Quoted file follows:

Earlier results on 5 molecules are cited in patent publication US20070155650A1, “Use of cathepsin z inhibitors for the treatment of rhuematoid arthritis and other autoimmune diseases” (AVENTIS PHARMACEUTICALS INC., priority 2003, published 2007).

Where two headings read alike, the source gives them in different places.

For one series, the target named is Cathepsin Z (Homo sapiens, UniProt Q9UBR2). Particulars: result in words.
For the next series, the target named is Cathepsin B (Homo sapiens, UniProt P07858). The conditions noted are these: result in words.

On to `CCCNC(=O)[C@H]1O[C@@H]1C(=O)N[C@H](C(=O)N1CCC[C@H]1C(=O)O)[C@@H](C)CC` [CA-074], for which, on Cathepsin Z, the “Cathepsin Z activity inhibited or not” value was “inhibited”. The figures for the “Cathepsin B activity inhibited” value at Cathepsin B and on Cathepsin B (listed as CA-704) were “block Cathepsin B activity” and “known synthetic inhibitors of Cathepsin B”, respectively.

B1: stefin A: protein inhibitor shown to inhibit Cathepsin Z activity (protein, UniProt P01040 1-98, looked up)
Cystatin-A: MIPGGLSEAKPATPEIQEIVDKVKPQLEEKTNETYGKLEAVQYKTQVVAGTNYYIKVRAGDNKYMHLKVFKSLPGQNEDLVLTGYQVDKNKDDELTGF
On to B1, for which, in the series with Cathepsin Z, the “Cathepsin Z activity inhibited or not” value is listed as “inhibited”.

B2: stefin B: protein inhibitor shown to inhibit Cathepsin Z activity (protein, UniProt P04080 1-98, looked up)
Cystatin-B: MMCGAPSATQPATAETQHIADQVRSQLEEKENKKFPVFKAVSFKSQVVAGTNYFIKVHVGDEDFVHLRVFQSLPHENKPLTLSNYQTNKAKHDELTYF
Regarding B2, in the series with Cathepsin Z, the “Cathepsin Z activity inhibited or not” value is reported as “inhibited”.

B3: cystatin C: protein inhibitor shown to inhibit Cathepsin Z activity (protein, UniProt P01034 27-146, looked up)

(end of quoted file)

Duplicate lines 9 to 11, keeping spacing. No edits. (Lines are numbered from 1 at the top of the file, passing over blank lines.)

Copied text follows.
B2: stefin B: protein inhibitor shown to inhibit Cathepsin Z activity (protein, UniProt P04080 1-98, looked up)
Cystatin-B: MMCGAPSATQPATAETQHIADQVRSQLEEKENKKFPVFKAVSFKSQVVAGTNYFIKVHVGDEDFVHLRVFQSLPHENKPLTLSNYQTNKAKHDELTYF
Regarding B2, in the series with Cathepsin Z, the “Cathepsin Z activity inhibited or not” value is reported as “inhibited”.